DAVID VINCENT - Excerpt Available From Former MORBID ANGEL Frontman's Upcoming "I Am Morbid" Autobiography
December 9, 2019, 8 months ago
I Am Morbid: Ten Lessons Learned From Extreme Metal, Outlaw Country, And The Power Of Self-Determination, by David Vincent with Joel McIver will be available via Jawbone Press in February.
"I didn’t want to write a conventional autobiography. You know the kind of book I mean, where a rock musician gets famous, falls from grace (ha!), and then recovers after some kind of redemption. I’ve been through some of that stuff, but I like to think there’s more to my years on the planet than the old familiar tale. Many of those stories seem to be about drugs, addiction, rehab, and relapse, but that was never my issue. My challenges weren’t any less challenging than anyone else’s; they just manifested themselves in different ways. This book is about what I’ve learned, which is a lot, but never enough." - David Vincent
I Am Morbid tells the astounding story of David Vincent. Written with the bestselling author, Joel McIver and with a foreword by Rosetta space mission project scientist, Dr. Matt Taylor, it’s an autobiography that transcends the heavy metal category by its very nature. Much more than a mere memoir, it’s an instruction manual for life at the sharp end; a gathering of wisdom distilled into ten acute lessons for anyone interested in furthering their fortunes in life.
I Am Morbid will be published in paperback and ebook formats in February 2020. It will also be available in a deluxe hardcover collector’s edition, strictly limited to 100 copies - of which, full details to be announced soon.
Exclusive excerpt from I Am Morbid...
"I remember on one occasion we were driving through rural Kentucky and we stopped at a truck stop. At the time, we’d just gotten our very first royalty check for Altars Of Madness, and as a result we all had several thousand dollars in our pockets. You can imagine the locals’ reaction: we were essentially a bunch of long-haired Neanderthals, and we all had a load of cash, so the staff of the truck stop assumed we were drug dealers.
"It was profiling, of course, but we were in a rural area, where people thought what they’d been trained to think. They called the police after we left and suggested that they check us out, and so we were pulled over a few miles down the road. The cops said, “We’re going to search your bus,” even though I told them that they had no probable cause to do so. In addition, they had a police dog that they wanted to sniff around for drugs, but our pit bull Butcher wasn’t about to let their dog do any such thing, because the bus was his home.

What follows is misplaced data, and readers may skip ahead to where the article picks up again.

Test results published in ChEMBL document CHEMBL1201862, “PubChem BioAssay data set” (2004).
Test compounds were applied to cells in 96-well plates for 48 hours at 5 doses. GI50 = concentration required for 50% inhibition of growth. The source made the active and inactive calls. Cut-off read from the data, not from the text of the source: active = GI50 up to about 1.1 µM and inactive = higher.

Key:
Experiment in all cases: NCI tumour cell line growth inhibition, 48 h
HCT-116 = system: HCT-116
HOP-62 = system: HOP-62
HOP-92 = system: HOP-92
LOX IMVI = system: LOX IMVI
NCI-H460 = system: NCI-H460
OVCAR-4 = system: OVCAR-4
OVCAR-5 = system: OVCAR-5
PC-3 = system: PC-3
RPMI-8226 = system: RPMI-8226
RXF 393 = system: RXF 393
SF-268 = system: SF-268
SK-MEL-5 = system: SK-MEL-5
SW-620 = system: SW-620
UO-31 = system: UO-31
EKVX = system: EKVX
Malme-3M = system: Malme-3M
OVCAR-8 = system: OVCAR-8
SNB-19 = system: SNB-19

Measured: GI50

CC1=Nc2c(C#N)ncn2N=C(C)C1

"Butcher was very formidable, but the police insisted on doing this even though I pointed out that our dog didn’t want their dog on the bus. They told me, “You’d better get ahold of your dog or we’re gonna shoot him,” so to move things along we harnessed Butcher up and took him out of the bus, which was difficult because he was target-locked on the police dog. He was going to kill him if he could: I had to walk him quite a way away and sit down with him in order to distract him from the other animal.
"In the meantime, the police searched the bus and asked why we had so much money. We gave them a smartass answer: that we worked for a living. They replied that we had an unusually large amount of cash on us, so we explained that for us, it wasn’t an unusually large sum of money because our royalty checks only came in twice a year. In the end, they detained us for 45 minutes and went on their way.
"It didn’t stop there. We were Southern guys, so we always had guns with us. But we were also young, inexperienced guys, so we didn’t do our due diligence about what the various gun laws are in different states. To buy a gun in Florida in those days, you simply had to be of a certain age and present a driver’s license showing that you were a resident of the state, and you could buy whatever you wanted. You didn’t need a permit as well. Of course, that’s not the case everywhere, as we soon found out.
"One night in New Jersey, we spent the night sleeping in a rest stop on the side of the highway. The following morning, the state highway patrol noticed our bus and pulled us over. Now, we used to burn a lot of incense on the bus because we didn’t have air-conditioning and the smell got pretty rank, and we had Butcher to add to the aroma. When the police officer walked on the bus, he smelled the incense and incorrectly judged that we were smoking marijuana. So he looked in an ashtray, and what did he find? Live shotgun shells..."